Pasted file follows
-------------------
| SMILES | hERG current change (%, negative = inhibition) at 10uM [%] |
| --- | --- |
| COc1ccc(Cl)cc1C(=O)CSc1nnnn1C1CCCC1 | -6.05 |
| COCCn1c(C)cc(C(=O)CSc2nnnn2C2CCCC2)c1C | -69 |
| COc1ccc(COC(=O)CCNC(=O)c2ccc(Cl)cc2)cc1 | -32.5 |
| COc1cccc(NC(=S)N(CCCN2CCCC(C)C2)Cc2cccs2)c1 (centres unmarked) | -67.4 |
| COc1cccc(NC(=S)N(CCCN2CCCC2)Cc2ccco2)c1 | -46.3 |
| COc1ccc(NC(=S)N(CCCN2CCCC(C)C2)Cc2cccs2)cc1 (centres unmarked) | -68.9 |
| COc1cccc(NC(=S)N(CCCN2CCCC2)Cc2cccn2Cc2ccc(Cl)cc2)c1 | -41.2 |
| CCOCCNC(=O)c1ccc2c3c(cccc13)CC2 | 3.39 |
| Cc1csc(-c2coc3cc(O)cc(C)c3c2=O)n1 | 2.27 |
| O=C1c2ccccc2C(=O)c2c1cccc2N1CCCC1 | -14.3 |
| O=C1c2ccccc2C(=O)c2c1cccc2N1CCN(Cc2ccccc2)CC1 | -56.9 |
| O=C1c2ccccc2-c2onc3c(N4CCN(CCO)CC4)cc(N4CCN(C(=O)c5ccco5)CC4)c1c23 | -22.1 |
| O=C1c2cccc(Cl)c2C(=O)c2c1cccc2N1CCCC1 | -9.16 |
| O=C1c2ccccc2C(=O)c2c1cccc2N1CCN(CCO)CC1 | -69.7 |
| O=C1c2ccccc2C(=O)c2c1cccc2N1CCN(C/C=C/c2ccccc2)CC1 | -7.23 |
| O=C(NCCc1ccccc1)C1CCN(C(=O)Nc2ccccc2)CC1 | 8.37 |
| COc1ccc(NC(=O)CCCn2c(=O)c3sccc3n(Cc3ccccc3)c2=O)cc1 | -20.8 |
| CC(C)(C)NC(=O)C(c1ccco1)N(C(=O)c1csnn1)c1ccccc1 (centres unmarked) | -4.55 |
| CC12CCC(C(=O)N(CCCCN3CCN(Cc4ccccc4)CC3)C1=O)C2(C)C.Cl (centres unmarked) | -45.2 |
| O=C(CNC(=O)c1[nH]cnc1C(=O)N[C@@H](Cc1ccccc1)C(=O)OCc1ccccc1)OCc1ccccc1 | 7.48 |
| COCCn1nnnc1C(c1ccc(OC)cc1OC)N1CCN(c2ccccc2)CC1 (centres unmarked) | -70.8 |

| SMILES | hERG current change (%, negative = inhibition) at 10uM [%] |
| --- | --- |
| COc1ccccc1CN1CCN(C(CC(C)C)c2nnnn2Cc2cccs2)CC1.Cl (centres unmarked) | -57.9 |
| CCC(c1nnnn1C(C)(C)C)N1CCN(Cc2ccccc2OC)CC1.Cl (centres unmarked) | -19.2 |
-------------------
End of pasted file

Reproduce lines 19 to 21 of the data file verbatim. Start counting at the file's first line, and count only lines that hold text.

| COc1ccc(NC(=O)CCCn2c(=O)c3sccc3n(Cc3ccccc3)c2=O)cc1 | -20.8 |
| CC(C)(C)NC(=O)C(c1ccco1)N(C(=O)c1csnn1)c1ccccc1 (centres unmarked) | -4.55 |
| CC12CCC(C(=O)N(CCCCN3CCN(Cc4ccccc4)CC3)C1=O)C2(C)C.Cl (centres unmarked) | -45.2 |